Today, on this 6-month anniversary of the signing of the Patient Protection and Affordable Care Act, a number of the reform's key provisions impacting insurance companies begin taking effect.
In my last post, I shared with you some comments from Edward Bonach, CFO of CNO Financial Group Inc. of Carmel, Ind. I found Bonach's perspective rather refreshing in light of what might be called his “glass-is-half-filled” outlook on the new reforms. It is not exactly what you expect to hear these days from an insurer's finance leader. Then again, CNO Financial appears to be unique in a number of ways.
Before I share a few interesting facts about CNO, I should mention that the $4.3 billion company recently underwent a name change, having previously gone by the name Conseco Inc.
Last May, when the change was made, the storied company said that the move was in part intended to more clearly distinguish the parent company from its principal insurance companies: Bankers Life, Colonial Penn, and Washington National.
No doubt, the name change was also intended to help management signal the opening of a new chapter for the insurer.
In truth, this chapter may have opened a little over 4 years ago with the arrival of CNO's CEO, C. James Prieur, and CFO Bonach. However, the downturn would ultimately test this new leadership team.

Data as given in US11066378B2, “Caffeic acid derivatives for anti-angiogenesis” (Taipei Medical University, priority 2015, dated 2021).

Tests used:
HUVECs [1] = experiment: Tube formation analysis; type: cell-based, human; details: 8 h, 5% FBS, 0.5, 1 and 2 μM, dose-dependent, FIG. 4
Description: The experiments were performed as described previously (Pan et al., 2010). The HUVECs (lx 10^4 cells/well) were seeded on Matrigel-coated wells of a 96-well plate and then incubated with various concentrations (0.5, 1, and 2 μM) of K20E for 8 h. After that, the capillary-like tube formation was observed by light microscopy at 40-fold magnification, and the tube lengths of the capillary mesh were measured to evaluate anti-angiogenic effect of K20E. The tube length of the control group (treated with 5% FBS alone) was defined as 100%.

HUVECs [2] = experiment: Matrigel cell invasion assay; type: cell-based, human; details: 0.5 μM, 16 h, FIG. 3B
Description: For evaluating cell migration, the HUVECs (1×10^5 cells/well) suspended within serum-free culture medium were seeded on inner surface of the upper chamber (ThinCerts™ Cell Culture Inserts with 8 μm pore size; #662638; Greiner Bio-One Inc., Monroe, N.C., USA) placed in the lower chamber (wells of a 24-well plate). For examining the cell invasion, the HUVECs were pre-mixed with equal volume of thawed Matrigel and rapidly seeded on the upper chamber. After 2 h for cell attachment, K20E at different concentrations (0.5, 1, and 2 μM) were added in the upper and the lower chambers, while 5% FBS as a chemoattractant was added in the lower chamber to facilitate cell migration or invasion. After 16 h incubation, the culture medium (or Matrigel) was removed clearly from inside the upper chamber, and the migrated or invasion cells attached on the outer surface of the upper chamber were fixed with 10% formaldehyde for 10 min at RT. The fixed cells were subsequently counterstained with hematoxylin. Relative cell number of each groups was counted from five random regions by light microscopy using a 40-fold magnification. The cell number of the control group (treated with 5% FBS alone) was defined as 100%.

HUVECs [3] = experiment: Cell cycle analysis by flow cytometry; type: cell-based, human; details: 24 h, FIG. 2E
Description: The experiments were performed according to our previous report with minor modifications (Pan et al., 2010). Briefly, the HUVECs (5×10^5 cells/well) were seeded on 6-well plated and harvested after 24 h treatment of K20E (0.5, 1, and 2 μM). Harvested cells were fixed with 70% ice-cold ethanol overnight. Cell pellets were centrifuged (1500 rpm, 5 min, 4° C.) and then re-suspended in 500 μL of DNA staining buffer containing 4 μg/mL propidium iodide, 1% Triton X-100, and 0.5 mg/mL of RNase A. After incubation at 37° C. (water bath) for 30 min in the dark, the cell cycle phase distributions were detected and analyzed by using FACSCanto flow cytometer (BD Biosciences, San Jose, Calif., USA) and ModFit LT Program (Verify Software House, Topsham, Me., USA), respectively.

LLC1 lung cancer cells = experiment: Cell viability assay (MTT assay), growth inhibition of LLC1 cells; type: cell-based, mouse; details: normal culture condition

“We were literally in a fight for our survival, and the finance organization responded in a stellar way. We provided information on the fundamentals of our business and the near-term, intermediate-term, and even long-term potential, so that we were able to negotiate with our lenders and amend them to our credit facility,” recalls Bonach (read our complete interview).
For its part, CNO returned to profitability last year after posting losses throughout 2007 and 2008. “We got the clean opinion from our auditors, and we subsequently were able to further restructure our capital, pay down some debt, replace some convertible debt that was going to be coming due in the next year, and raise almost $300 million in new equity capital on top of that,” says Bonach.
Much of CNO's new capital infusion came by way of John Paulson, the hedge-fund manager whose bet against the U.S. subprime market helped him earn an estimated $2.5 billion in 2008. The investor agreed to increase his stake in CNO by buying as much as $277.9 million in stock, warrants, and convertible debt. At the time, CNO shares jumped nearly 30 percent.
Paulson has placed big bets on a number of different financial firms (Bank of America Corp., Goldman Sachs Group Inc.) as the U.S. is released from the recession's grip. His bet on CNO's comeback immediately put a spotlight on the insurer's sharpened focus on serving middle-income, aging baby boomers.
It's a strategy, Bonach claims, that has positioned the company well to benefit from the Obama healthcare reforms.
“We believe that the reforms are neutral to positive for our business. The main reason I say that is that our market focus is 65-year-olds and older, and it's our opinion that due to the healthcare reforms, Medicare is going to be cut back. This means that there will be more of a gap that needs to be supplemented. The Medicare supplement products that we offer will be even more needed and on average be a larger policy because of the gap growing.”
While the first of the Baby Boom generation will become Medicare-eligible in 2011, CNO management estimates that the number of people 65 years old and over will increase by 50 percent over the next 10 years. ###